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The community of Israeli widows

We are supposed to "get over it in a few months and move on,” says support group founder.

Joelle Eckstein, International Fellowship of Christian and Jews founder Rabbi Yechiel Eckstein (center) and FIDF co-chair Haim Saban attend the Friends of the Israel Defense Forces Western Region Gala in Beverly Hills, Nov. 3, 2016. Photo by Michael Kovac/WireImage.
Joelle Eckstein, International Fellowship of Christian and Jews founder Rabbi Yechiel Eckstein (center) and FIDF co-chair Haim Saban attend the Friends of the Israel Defense Forces Western Region Gala in Beverly Hills, Nov. 3, 2016. Photo by Michael Kovac/WireImage.

Two hundred people gathered at the at the ANU Museum of the Jewish People in Tel Aviv on Sunday to raise awareness for the community of Israeli widows.

In 2011, a U.N. resolution established June 23 as International Widows Day to draw attention to the experiences of widows and their loss. Since the Oct. 7 Hamas onslaught, many Israeli women have suddenly become widows, having to cope with their worlds being turned upside down.

However, the problems of widowhood in Israel did not begin on Oct. 7.

Five years ago, Joelle Eckstein came home and was surprised to find the door locked from the inside. Her husband, Yechiel, did not answer as she repeatedly rang the doorbell. When she looked through the window, she saw him sprawled inert on the kitchen floor.

A neighbor heard her screams, rushed over, and helped her to get in through a window. For a long time, she told JNS, she could not walk on the spot where her husband died.

Families of soldiers and victims of terrorist attacks are often treated for post-traumatic demoralization syndrome (PTDS) for years. “But,” Eckstein says, “not widows;” they are supposed to “get over it in a few months and move on.”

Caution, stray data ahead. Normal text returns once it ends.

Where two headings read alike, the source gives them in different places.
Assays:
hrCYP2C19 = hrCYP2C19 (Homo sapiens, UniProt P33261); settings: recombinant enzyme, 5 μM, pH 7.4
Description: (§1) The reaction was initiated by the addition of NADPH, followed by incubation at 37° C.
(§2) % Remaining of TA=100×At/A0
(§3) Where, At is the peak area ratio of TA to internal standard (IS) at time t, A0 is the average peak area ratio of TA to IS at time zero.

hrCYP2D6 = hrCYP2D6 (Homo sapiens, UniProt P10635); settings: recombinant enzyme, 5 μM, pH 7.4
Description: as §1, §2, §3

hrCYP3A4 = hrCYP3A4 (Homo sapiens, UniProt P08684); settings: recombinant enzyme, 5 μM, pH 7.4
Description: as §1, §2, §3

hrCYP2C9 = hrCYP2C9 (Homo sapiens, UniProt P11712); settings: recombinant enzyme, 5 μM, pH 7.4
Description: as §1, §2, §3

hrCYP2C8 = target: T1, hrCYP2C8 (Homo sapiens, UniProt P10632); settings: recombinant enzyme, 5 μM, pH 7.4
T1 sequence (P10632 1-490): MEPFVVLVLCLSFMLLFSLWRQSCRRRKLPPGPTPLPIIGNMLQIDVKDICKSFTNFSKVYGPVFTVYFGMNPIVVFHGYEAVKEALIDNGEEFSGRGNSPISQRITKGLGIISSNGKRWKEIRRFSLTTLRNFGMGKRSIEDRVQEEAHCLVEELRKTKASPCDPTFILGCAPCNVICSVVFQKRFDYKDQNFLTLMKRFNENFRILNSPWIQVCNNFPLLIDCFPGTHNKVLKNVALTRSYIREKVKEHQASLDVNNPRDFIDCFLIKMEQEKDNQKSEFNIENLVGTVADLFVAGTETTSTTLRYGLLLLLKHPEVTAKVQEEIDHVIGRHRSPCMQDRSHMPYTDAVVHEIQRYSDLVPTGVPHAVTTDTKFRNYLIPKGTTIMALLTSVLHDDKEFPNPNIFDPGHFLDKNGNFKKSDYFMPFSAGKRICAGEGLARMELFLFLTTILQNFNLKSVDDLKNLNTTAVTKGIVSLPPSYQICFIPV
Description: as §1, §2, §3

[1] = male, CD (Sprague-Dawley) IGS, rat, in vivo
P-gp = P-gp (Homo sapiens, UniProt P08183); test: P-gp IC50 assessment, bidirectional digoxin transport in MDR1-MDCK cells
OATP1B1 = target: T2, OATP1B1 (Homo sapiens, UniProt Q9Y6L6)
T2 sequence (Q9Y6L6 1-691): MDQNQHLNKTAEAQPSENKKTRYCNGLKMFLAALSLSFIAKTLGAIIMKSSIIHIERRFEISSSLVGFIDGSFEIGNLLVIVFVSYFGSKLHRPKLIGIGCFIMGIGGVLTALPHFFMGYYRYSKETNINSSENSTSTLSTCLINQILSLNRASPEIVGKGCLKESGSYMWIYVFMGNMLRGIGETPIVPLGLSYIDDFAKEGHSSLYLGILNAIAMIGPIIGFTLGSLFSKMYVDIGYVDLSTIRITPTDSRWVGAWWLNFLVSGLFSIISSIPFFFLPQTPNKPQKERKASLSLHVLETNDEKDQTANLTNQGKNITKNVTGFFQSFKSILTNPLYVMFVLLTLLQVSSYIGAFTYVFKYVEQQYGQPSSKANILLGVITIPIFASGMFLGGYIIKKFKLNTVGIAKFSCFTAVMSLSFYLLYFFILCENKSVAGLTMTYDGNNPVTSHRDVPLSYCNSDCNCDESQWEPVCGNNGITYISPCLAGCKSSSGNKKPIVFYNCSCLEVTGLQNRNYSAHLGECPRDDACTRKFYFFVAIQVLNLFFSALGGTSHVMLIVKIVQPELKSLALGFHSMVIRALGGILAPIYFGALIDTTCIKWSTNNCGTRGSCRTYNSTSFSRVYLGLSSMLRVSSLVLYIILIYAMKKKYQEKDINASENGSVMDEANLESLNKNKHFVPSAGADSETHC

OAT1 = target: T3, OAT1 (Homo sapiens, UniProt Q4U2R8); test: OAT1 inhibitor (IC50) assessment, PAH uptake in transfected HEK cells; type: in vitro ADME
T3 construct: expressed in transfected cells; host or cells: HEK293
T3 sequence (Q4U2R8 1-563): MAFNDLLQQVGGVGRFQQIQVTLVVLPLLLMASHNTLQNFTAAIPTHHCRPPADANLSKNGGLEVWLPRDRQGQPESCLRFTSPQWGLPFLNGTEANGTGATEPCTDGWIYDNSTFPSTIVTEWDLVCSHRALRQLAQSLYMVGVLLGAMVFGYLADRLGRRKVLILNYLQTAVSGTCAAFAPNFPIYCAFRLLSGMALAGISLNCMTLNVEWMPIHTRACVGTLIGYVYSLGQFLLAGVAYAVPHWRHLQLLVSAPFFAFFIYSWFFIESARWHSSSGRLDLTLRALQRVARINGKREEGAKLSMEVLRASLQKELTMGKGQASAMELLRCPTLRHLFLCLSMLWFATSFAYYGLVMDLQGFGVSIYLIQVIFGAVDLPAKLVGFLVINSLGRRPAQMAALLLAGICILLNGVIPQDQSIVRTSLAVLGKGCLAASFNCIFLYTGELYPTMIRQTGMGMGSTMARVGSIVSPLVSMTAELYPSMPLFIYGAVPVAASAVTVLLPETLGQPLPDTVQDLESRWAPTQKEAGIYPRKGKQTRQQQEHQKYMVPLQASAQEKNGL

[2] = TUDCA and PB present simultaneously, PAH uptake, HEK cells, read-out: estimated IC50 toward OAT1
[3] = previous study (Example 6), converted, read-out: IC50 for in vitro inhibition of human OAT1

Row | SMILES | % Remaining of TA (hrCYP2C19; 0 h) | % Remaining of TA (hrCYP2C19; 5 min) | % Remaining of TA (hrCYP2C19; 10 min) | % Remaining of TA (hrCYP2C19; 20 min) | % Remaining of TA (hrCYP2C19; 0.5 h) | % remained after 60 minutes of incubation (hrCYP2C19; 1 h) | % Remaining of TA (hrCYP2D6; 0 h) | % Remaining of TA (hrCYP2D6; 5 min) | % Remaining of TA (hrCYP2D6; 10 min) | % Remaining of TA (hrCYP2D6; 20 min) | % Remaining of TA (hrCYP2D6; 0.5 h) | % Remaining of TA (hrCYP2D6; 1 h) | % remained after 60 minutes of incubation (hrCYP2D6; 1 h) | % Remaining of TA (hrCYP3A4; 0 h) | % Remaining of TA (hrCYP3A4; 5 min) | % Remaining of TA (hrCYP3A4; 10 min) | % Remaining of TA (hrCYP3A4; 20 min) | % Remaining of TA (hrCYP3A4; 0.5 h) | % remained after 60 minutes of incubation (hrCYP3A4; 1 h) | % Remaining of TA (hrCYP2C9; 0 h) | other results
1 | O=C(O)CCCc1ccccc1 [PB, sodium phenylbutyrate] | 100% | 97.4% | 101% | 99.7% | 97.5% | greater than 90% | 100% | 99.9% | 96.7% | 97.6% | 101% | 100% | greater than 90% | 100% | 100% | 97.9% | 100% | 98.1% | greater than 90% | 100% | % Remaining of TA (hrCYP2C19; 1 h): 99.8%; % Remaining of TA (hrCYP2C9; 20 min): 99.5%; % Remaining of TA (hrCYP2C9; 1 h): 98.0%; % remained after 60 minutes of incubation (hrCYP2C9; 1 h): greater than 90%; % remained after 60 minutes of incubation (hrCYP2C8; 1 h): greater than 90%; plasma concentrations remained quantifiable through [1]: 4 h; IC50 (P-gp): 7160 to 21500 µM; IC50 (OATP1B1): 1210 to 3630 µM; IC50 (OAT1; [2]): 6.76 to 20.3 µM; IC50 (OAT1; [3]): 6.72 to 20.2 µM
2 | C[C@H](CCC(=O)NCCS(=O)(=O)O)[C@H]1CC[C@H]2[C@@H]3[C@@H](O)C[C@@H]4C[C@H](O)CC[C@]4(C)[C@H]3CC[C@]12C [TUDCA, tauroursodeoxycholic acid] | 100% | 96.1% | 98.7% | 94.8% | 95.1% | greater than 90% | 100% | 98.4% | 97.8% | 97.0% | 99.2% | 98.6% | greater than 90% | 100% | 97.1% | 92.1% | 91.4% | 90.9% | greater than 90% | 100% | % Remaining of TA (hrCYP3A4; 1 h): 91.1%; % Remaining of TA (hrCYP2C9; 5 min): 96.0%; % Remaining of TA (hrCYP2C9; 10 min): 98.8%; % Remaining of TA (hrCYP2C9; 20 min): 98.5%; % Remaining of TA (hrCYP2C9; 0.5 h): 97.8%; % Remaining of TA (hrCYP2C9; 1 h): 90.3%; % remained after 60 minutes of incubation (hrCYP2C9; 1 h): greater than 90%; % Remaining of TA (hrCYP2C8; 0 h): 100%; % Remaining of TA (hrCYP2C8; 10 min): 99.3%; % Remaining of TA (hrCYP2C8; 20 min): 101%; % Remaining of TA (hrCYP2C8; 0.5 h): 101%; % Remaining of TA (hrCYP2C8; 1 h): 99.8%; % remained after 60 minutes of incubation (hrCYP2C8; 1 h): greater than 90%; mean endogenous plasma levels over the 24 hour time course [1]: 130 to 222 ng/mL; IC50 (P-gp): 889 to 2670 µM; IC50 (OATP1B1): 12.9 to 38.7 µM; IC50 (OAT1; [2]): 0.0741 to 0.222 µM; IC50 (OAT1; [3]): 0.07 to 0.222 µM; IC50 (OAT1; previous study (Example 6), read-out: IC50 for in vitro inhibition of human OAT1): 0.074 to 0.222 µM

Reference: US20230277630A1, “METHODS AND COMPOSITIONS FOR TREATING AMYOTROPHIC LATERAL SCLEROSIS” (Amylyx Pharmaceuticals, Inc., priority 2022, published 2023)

Until her husband drowned, one woman related at the Tel Aviv event, she thought she understood how it felt to be a widow. Only then did she understand the pain—everything changes, from morning coffee to going to sleep.

The International Fellowship of Christians and Jews was founded in 1983 by Joelle’s husband, Rabbi Yechiel Eckstein. One of its projects was a hotline where Joelle worked as a volunteer. It closed a month after Yechiel’s death in Jerusalem.

Together with the previous director of the hotline, Hadas Tsarfati, Joelle began a new organization called the Eckstein Project. For six months it struggled, helping people one at a time, with no office, staff or salary.

Eckstein recounts her first outing after the shivah mourning period. Her credit card was rejected at the supermarket because their joint account closed after her husband’s death. She couldn’t buy food. She could not find a support group for herself. There were groups for women in their 70s and 80s and for young army widows. But she could not find one for 50- to 60-year-olds with no children at home.

Eckstein started a support group with two women she found on Facebook. Soon there were six women, who met every other week at her home. It grew into monthly activities, with one group for French women and another for Spanish speakers. An English podcast was started, leading to Spanish broadcasts for widows in Spanish-speaking countries.

The IDF Widows and Orphans Organization is a nonprofit dedicated to supporting the spouses and children of Israel’s fallen heroes. The NGO announced for International Widows Day that 260 widows and 529 orphans have joined the circle of bereavement since Oct. 7.

Eckstein says she tries to emulate Yechiel in providing for the needs of those who are not being taken care of by others. Now especially, she says, there are widows in pain who are not receiving the attention they need.

The general public was invited this year on International Widows Day to raise awareness and to mark the Eckstein Project, taking a new name—Aleph Alumunut. The goal is for a new widow to know immediately to contact Aleph to find people who understand her situation and for her to know she is not alone.

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